Life as a humanitarian can mean long stints away from family and serving in some of the most high-risk contexts, where resources are limited and movement is restricted. Working long hours in a fast-paced, stressful environment amid an often volatile security situation can leave aid workers feeling burned out. Even when they return home, many struggle to return to their daily routine and can suffer from post-traumatic stress and other mental health issues.
Here are some of our top stories from 2019 highlighting the importance of organizations supporting the mental health and well-being of their humanitarian staff.
Dr. Kavita Avula, lead consulting psychologist with The KonTerra Group, joined Devex for a conference call to discuss how organizations can better support the mental health and well-being of their staff. Avula stresses the importance of creating a healthy management culture and talking regularly about mental health issues. She also shares tips for how best to support a colleague who shows signs of burnout or stress.
Post-assignment duty of care is often overlooked and there can be an assumption that staff return from assignments and continue with their lives as normal. Experts tell Devex how even resource-strapped organizations can provide better support by taking a proactive approach, tapping into alumni networks, and giving staff the chance to talk through their experiences.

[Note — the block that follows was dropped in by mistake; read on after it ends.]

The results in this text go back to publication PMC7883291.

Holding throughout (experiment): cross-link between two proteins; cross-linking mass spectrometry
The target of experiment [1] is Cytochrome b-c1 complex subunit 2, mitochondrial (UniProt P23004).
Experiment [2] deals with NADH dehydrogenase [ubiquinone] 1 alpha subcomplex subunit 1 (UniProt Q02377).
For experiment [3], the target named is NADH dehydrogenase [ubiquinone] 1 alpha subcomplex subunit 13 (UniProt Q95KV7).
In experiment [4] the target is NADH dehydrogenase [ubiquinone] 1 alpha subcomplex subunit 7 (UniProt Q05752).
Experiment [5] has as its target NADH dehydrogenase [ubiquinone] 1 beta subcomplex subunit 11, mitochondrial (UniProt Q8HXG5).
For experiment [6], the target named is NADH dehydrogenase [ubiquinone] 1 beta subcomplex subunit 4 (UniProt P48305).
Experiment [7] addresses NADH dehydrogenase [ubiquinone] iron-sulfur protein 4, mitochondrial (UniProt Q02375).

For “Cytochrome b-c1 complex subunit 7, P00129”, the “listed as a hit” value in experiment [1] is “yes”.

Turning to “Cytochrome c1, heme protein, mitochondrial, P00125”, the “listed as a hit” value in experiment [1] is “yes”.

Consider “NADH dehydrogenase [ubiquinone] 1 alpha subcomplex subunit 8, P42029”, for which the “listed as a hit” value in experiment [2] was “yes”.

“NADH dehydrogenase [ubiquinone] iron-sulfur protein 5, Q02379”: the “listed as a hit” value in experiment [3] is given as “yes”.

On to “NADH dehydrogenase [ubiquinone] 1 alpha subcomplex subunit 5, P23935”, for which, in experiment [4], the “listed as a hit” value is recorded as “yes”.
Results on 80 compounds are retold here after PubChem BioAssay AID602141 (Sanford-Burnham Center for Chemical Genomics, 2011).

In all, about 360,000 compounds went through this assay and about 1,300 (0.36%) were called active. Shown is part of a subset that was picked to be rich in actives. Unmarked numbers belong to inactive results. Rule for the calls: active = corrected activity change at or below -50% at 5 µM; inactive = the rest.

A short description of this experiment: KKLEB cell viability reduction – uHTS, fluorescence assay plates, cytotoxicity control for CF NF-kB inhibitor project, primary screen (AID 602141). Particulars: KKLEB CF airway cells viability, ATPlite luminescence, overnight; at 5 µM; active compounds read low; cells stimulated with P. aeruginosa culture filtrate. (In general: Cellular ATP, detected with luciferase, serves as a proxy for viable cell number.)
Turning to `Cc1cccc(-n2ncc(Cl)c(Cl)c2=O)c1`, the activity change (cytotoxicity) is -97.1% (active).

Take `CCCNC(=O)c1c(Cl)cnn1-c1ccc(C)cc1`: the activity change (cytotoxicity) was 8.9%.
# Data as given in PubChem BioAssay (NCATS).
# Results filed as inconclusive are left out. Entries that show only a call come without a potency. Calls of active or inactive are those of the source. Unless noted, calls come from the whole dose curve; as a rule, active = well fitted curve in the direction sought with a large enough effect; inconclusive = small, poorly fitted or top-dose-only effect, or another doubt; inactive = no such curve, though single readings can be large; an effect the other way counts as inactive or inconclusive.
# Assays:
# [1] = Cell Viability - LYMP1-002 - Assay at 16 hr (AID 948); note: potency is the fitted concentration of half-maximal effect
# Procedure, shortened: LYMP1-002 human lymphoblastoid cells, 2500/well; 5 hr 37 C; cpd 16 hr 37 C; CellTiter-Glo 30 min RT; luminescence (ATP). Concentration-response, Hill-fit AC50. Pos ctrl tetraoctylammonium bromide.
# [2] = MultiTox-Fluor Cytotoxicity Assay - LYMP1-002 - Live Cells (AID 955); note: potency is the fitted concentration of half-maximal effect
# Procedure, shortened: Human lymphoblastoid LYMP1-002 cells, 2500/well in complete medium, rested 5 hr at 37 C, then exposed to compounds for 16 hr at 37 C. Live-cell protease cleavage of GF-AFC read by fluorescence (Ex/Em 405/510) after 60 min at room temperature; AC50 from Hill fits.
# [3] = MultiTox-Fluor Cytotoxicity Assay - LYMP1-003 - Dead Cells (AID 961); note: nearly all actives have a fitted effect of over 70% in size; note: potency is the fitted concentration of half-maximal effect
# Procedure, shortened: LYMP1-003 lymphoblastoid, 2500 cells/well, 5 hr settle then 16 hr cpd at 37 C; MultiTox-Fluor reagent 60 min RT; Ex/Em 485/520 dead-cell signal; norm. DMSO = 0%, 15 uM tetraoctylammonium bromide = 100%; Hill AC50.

Find out how one U.N. agency is providing coaching to staff in the most destitute and remote locations. Moving away from a “remedial, crisis-intervention mode” and taking a more proactive approach, the agency hopes that promoting staff development and well-being will better equip them to cope when crisis hits.
The LGBT community is highly vulnerable in some areas of the world and can encounter hostility, harassment, and violence during deployments. Experts explain what individuals and their employers can do to support the safety and security of LGBT staff during humanitarian deployments.
From working in remote and unstable contexts to dealing with menstruation and the threat of sexual violence, women humanitarians face a multitude of safety and security risks. Two experienced aid workers share their tips for coping with life in the field, including how to avoid boredom and burnout.